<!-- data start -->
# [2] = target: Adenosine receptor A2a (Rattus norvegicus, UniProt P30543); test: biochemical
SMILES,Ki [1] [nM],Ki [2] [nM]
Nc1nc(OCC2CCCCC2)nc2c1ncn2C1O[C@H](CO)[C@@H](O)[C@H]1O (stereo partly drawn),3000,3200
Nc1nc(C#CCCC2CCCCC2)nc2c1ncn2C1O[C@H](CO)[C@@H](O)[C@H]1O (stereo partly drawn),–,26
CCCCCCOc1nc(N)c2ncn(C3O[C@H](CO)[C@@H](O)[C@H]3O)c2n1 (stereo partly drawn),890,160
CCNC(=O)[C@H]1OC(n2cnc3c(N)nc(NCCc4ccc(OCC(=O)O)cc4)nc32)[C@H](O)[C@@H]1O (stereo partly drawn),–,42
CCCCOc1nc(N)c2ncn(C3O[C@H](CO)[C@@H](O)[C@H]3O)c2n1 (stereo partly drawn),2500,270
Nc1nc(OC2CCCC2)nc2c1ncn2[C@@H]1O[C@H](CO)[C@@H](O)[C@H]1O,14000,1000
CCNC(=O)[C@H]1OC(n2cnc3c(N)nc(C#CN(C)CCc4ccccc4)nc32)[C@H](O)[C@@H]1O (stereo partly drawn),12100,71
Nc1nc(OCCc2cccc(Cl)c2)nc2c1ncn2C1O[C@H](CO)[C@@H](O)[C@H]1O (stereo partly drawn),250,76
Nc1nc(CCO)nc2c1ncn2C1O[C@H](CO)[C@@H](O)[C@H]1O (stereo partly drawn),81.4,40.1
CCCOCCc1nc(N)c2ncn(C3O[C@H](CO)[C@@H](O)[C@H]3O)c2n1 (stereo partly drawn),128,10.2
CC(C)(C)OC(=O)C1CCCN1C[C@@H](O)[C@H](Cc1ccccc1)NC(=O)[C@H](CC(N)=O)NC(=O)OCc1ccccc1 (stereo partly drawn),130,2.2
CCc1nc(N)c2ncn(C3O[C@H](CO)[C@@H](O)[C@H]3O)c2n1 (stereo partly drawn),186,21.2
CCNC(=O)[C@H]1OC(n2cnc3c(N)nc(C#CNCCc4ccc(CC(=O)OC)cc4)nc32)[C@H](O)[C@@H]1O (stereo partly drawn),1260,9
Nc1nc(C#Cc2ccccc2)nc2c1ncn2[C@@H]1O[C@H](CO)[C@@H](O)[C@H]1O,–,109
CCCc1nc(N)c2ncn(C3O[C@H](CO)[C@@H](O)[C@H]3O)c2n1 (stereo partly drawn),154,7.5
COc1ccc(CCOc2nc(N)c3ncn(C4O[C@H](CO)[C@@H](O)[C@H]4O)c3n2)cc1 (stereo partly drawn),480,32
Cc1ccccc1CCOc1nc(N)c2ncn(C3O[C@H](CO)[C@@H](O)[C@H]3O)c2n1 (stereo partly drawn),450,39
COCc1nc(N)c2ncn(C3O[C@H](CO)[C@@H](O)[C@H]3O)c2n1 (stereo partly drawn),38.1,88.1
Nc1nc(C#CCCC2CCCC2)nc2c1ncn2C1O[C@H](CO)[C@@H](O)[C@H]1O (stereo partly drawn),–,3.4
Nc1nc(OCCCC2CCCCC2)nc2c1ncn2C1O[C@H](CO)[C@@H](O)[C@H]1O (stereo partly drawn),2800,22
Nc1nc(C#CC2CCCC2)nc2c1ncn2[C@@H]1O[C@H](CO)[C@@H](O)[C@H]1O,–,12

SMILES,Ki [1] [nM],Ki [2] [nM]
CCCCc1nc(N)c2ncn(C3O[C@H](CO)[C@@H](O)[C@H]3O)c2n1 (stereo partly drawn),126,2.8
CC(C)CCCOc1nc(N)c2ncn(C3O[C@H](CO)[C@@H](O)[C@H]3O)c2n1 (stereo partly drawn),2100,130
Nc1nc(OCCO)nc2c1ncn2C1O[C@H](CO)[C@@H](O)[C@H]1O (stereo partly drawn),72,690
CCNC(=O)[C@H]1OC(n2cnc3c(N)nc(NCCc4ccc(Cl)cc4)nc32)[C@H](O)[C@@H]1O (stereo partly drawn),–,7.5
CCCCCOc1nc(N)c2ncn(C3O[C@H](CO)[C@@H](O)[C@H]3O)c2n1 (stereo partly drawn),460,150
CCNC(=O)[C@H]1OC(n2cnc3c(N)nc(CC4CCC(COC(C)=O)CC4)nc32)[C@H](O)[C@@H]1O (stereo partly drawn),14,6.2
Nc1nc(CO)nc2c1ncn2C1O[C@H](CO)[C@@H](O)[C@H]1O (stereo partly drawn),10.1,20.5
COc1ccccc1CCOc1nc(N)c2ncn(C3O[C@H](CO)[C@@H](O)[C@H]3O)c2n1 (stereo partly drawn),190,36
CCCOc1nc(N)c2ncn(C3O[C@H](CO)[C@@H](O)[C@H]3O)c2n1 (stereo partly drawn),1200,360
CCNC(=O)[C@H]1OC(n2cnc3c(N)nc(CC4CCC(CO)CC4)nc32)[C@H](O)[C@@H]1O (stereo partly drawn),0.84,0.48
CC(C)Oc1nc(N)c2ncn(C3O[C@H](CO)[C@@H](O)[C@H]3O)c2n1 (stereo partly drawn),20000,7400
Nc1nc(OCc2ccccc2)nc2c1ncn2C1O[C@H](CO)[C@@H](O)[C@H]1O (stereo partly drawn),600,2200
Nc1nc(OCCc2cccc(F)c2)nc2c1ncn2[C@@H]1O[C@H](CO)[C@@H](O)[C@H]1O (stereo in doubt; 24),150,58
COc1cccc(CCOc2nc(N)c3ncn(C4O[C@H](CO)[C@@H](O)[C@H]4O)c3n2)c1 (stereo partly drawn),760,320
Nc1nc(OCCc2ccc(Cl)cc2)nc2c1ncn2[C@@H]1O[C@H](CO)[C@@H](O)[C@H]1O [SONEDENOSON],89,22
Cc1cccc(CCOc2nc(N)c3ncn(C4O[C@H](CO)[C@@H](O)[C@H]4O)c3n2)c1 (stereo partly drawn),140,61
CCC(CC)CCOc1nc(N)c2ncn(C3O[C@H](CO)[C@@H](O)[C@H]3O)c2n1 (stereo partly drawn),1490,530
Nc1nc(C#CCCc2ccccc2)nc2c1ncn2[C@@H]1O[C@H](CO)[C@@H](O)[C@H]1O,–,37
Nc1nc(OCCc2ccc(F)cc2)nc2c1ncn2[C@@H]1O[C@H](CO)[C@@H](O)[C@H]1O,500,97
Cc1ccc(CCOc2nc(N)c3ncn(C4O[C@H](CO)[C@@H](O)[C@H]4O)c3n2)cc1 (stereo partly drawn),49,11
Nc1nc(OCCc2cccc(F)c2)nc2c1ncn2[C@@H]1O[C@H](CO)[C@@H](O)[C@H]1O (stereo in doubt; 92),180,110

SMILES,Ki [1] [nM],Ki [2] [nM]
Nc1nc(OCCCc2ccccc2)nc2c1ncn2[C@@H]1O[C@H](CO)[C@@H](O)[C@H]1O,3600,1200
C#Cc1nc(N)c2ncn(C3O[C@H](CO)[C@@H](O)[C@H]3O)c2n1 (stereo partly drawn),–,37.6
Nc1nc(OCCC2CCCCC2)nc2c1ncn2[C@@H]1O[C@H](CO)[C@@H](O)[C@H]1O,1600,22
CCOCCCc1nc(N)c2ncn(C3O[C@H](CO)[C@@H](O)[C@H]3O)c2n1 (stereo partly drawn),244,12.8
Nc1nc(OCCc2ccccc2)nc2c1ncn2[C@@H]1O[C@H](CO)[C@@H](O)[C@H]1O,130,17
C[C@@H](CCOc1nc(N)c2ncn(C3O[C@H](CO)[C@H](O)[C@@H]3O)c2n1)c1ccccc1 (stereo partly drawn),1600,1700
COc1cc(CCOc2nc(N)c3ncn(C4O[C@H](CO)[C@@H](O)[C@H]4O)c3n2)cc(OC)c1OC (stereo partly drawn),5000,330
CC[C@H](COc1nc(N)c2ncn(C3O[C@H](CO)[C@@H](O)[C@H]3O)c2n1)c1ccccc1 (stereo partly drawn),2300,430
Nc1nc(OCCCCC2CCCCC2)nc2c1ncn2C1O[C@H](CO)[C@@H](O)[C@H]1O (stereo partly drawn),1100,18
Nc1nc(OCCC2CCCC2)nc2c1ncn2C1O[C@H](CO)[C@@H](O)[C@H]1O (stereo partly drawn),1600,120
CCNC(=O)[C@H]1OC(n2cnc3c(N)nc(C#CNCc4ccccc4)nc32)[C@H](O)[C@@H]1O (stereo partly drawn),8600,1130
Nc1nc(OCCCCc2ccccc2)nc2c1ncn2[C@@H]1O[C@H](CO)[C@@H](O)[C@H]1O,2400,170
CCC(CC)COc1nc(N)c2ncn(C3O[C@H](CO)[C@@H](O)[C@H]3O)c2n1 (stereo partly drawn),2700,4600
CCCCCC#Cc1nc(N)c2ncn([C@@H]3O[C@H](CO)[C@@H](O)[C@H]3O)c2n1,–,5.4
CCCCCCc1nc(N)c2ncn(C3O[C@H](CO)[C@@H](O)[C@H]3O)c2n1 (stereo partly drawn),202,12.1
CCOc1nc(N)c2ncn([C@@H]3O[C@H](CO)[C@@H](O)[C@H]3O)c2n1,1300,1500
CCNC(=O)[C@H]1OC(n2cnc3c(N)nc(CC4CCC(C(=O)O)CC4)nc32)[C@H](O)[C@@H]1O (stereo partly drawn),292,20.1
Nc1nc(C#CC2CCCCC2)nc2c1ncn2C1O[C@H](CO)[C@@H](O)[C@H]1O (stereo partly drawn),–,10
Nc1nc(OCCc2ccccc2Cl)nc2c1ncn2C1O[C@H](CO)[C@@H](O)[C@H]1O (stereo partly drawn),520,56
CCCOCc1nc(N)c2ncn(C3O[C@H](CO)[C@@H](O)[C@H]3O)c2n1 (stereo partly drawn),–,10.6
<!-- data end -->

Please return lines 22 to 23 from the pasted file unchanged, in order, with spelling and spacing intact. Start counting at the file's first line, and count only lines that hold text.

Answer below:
Nc1nc(OCCCC2CCCCC2)nc2c1ncn2C1O[C@H](CO)[C@@H](O)[C@H]1O (stereo partly drawn),2800,22
Nc1nc(C#CC2CCCC2)nc2c1ncn2[C@@H]1O[C@H](CO)[C@@H](O)[C@H]1O,–,12